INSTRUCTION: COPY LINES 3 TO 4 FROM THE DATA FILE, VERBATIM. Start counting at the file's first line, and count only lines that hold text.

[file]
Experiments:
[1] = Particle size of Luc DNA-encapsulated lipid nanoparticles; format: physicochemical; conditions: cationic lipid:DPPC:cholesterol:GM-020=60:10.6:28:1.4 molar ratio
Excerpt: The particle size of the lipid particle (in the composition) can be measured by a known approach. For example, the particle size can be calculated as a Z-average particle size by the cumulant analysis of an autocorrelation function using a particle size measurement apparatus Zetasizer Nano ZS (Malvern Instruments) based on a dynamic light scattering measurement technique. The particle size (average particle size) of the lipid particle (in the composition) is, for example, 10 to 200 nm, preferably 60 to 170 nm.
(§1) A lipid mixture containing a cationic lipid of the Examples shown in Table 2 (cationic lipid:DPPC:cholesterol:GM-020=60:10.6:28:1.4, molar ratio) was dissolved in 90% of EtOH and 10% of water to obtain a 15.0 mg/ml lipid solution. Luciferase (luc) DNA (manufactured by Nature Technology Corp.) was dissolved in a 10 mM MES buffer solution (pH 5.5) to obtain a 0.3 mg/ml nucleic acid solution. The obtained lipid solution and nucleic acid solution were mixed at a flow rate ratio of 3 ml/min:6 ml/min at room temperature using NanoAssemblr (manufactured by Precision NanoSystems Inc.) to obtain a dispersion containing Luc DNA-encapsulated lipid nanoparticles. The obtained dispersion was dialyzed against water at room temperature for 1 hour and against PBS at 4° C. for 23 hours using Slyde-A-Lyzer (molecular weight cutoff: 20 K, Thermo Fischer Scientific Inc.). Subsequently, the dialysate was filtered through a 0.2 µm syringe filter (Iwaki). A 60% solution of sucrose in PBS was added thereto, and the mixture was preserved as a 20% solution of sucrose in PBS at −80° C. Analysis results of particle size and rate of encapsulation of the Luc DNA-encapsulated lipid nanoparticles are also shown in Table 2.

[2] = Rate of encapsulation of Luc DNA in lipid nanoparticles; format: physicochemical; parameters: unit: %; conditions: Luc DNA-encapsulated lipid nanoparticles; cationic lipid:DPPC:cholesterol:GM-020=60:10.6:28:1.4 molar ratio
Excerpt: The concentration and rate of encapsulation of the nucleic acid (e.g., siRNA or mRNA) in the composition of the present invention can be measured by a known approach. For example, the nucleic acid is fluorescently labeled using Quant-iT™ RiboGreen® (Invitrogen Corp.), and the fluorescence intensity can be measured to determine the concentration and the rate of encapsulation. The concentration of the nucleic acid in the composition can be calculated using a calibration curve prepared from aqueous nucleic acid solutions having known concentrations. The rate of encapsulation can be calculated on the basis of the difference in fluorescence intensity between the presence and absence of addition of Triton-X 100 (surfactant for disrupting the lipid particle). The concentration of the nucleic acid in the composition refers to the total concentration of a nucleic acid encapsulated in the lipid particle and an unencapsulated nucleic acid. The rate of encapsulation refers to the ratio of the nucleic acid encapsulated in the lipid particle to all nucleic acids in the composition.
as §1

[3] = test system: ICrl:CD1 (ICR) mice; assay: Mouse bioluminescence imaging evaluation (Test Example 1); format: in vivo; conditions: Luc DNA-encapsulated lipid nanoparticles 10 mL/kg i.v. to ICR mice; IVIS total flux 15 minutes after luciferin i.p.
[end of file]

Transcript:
Excerpt: The particle size of the lipid particle (in the composition) can be measured by a known approach. For example, the particle size can be calculated as a Z-average particle size by the cumulant analysis of an autocorrelation function using a particle size measurement apparatus Zetasizer Nano ZS (Malvern Instruments) based on a dynamic light scattering measurement technique. The particle size (average particle size) of the lipid particle (in the composition) is, for example, 10 to 200 nm, preferably 60 to 170 nm.
(§1) A lipid mixture containing a cationic lipid of the Examples shown in Table 2 (cationic lipid:DPPC:cholesterol:GM-020=60:10.6:28:1.4, molar ratio) was dissolved in 90% of EtOH and 10% of water to obtain a 15.0 mg/ml lipid solution. Luciferase (luc) DNA (manufactured by Nature Technology Corp.) was dissolved in a 10 mM MES buffer solution (pH 5.5) to obtain a 0.3 mg/ml nucleic acid solution. The obtained lipid solution and nucleic acid solution were mixed at a flow rate ratio of 3 ml/min:6 ml/min at room temperature using NanoAssemblr (manufactured by Precision NanoSystems Inc.) to obtain a dispersion containing Luc DNA-encapsulated lipid nanoparticles. The obtained dispersion was dialyzed against water at room temperature for 1 hour and against PBS at 4° C. for 23 hours using Slyde-A-Lyzer (molecular weight cutoff: 20 K, Thermo Fischer Scientific Inc.). Subsequently, the dialysate was filtered through a 0.2 µm syringe filter (Iwaki). A 60% solution of sucrose in PBS was added thereto, and the mixture was preserved as a 20% solution of sucrose in PBS at −80° C. Analysis results of particle size and rate of encapsulation of the Luc DNA-encapsulated lipid nanoparticles are also shown in Table 2.